RAMALLAH, August 29 (JMCC) - The discovery of vast untapped natural gas reservoirs in the Mediterranean Sea have set off competition over the rights to the find, reports the Washington Post
[T]he initial euphoria over the prospect of energy independence for Israel is being overshadowed by the dispute between Israeli officials who want to increase the state's share of the profits and U.S. and Israeli investors who say the government's stance threatens Israel's status as a safe place to invest.
Some have estimated the value of recent finds by a consortium led by Texas-based Noble Energy at $300 billion. They could represent only a fraction of the natural gas lying beneath the seafloor in the eastern Mediterranean, which, according to the U.S. Geological Survey, might contain one of the world's largest untapped gas reservoirs.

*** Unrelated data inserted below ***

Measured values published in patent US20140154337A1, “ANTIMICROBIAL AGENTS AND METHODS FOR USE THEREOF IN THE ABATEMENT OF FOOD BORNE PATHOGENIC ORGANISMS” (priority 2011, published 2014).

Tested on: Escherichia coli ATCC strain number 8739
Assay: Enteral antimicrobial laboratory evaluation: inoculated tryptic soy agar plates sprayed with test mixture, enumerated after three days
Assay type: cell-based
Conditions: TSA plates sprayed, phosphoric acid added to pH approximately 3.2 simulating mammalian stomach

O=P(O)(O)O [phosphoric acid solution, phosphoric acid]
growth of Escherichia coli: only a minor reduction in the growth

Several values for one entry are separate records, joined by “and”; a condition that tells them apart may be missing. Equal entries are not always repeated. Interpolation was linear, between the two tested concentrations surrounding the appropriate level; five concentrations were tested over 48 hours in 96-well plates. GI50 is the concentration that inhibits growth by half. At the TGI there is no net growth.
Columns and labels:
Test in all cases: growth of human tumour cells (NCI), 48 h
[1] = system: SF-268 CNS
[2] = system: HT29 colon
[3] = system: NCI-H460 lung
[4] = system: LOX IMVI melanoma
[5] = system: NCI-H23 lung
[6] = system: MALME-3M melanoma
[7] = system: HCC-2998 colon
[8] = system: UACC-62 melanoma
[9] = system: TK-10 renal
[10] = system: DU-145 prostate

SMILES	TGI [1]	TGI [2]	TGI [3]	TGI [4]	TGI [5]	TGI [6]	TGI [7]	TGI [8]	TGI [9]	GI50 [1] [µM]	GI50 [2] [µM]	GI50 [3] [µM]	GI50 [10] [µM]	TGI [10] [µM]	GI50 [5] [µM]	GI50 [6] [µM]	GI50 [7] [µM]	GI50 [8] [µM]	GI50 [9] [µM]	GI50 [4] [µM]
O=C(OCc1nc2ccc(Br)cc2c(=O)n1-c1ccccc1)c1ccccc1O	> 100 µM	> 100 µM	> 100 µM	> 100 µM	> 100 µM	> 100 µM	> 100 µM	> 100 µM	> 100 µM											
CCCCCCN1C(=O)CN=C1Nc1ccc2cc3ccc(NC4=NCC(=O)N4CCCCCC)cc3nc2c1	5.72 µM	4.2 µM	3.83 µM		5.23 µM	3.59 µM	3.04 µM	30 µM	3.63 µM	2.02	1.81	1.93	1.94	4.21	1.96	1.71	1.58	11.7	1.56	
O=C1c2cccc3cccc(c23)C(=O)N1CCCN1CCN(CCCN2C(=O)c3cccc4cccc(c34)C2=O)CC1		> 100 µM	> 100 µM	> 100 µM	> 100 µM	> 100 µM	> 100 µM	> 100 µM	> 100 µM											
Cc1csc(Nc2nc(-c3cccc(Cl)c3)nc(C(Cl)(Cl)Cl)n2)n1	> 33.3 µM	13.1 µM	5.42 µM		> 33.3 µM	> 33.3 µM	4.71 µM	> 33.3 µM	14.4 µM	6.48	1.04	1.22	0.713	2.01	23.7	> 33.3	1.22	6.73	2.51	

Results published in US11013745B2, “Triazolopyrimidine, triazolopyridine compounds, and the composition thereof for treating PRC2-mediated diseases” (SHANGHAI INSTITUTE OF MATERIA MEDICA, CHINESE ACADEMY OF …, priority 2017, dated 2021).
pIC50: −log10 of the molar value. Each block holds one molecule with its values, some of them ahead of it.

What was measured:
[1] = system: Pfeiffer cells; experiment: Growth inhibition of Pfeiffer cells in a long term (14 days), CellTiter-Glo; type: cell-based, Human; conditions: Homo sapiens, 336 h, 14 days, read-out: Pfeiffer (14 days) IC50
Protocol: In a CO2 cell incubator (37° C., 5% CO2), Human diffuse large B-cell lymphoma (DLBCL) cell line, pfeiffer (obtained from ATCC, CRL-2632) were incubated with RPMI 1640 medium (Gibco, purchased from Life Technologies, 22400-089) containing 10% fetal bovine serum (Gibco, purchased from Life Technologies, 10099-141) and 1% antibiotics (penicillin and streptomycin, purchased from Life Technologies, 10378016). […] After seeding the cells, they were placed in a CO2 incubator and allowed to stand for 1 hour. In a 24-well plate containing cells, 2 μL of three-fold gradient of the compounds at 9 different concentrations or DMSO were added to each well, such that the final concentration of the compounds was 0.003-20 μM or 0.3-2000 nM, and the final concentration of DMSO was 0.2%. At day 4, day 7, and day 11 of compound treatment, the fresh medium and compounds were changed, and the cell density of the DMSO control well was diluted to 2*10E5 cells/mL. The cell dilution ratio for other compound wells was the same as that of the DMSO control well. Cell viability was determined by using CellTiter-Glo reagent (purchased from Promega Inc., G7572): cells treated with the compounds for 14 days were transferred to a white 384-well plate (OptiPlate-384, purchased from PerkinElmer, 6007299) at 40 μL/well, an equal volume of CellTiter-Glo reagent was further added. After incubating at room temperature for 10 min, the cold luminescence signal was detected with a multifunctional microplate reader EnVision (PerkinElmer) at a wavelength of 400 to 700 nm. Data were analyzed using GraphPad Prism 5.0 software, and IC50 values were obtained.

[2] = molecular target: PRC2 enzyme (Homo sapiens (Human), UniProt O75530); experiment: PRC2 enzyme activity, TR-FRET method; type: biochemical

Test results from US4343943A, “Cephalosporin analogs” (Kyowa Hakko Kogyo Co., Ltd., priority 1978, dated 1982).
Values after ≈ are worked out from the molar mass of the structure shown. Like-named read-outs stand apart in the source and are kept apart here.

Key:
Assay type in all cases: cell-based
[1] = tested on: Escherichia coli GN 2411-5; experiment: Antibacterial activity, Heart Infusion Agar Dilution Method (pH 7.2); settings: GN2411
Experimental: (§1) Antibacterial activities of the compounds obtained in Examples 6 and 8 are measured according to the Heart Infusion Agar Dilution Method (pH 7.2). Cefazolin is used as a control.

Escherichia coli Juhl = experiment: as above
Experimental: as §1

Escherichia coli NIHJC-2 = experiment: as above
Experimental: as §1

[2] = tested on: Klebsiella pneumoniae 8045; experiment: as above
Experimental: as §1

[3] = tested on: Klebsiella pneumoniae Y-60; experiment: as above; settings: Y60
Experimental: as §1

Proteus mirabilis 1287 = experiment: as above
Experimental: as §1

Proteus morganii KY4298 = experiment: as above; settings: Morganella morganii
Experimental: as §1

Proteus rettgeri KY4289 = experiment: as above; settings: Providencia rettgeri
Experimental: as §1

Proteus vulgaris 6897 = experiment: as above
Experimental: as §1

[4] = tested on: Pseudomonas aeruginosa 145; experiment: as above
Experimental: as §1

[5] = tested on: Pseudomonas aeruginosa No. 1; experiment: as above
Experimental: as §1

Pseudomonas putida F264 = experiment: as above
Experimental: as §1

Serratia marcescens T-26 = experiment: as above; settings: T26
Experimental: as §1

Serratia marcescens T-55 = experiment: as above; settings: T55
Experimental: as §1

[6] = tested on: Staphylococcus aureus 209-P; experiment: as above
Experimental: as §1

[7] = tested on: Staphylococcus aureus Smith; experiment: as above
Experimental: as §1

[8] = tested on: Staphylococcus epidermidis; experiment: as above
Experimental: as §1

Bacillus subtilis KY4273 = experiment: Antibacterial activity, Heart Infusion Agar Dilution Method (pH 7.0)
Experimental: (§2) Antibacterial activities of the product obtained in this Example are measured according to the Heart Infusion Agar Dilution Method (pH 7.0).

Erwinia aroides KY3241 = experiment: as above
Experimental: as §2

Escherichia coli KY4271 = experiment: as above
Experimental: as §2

The prospect that Israel might tap more deeply into the revenues has set in motion a commercial dispute between the Israeli and U.S. governments, with the U.S. Embassy in Tel Aviv warning against any rewriting of the rules.
Under current law, Israel would be eligible to claim royalties of 12.5 percent of the value of the gas, along with some additional charges. But Israeli Finance Minister Yuval Steinitz has appointed a committee to determine whether that formula should be changed. A coalition of socially minded Israelis has also launched an advocacy campaign to educate the Israeli public about the billions in profits it stands to lose.
Read the story at the Washington Post...